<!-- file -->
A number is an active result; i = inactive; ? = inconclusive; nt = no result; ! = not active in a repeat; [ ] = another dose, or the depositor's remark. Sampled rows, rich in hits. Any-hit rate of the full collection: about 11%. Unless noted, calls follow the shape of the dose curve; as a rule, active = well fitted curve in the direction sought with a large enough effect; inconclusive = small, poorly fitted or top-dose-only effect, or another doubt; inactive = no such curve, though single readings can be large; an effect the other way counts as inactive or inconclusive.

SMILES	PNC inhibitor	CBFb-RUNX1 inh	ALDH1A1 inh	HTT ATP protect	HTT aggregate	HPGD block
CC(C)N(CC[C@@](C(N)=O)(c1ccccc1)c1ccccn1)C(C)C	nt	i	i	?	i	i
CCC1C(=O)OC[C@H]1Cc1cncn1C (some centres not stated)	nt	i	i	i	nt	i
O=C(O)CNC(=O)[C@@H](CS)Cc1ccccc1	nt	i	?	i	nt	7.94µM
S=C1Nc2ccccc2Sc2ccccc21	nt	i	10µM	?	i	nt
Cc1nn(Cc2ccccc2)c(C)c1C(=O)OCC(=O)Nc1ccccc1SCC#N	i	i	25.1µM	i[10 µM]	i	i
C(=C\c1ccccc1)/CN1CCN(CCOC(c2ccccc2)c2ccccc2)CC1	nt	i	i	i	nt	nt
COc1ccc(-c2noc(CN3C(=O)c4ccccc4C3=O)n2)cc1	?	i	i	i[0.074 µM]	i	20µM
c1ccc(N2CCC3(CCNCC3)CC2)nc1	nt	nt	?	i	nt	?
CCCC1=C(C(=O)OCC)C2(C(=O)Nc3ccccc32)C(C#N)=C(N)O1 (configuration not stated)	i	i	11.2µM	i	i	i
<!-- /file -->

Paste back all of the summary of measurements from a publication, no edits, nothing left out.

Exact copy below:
A number is an active result; i = inactive; ? = inconclusive; nt = no result; ! = not active in a repeat; [ ] = another dose, or the depositor's remark. Sampled rows, rich in hits. Any-hit rate of the full collection: about 11%. Unless noted, calls follow the shape of the dose curve; as a rule, active = well fitted curve in the direction sought with a large enough effect; inconclusive = small, poorly fitted or top-dose-only effect, or another doubt; inactive = no such curve, though single readings can be large; an effect the other way counts as inactive or inconclusive.

SMILES	PNC inhibitor	CBFb-RUNX1 inh	ALDH1A1 inh	HTT ATP protect	HTT aggregate	HPGD block
CC(C)N(CC[C@@](C(N)=O)(c1ccccc1)c1ccccn1)C(C)C	nt	i	i	?	i	i
CCC1C(=O)OC[C@H]1Cc1cncn1C (some centres not stated)	nt	i	i	i	nt	i
O=C(O)CNC(=O)[C@@H](CS)Cc1ccccc1	nt	i	?	i	nt	7.94µM
S=C1Nc2ccccc2Sc2ccccc21	nt	i	10µM	?	i	nt
Cc1nn(Cc2ccccc2)c(C)c1C(=O)OCC(=O)Nc1ccccc1SCC#N	i	i	25.1µM	i[10 µM]	i	i
C(=C\c1ccccc1)/CN1CCN(CCOC(c2ccccc2)c2ccccc2)CC1	nt	i	i	i	nt	nt
COc1ccc(-c2noc(CN3C(=O)c4ccccc4C3=O)n2)cc1	?	i	i	i[0.074 µM]	i	20µM
c1ccc(N2CCC3(CCNCC3)CC2)nc1	nt	nt	?	i	nt	?
CCCC1=C(C(=O)OCC)C2(C(=O)Nc3ccccc32)C(C#N)=C(N)O1 (configuration not stated)	i	i	11.2µM	i	i	i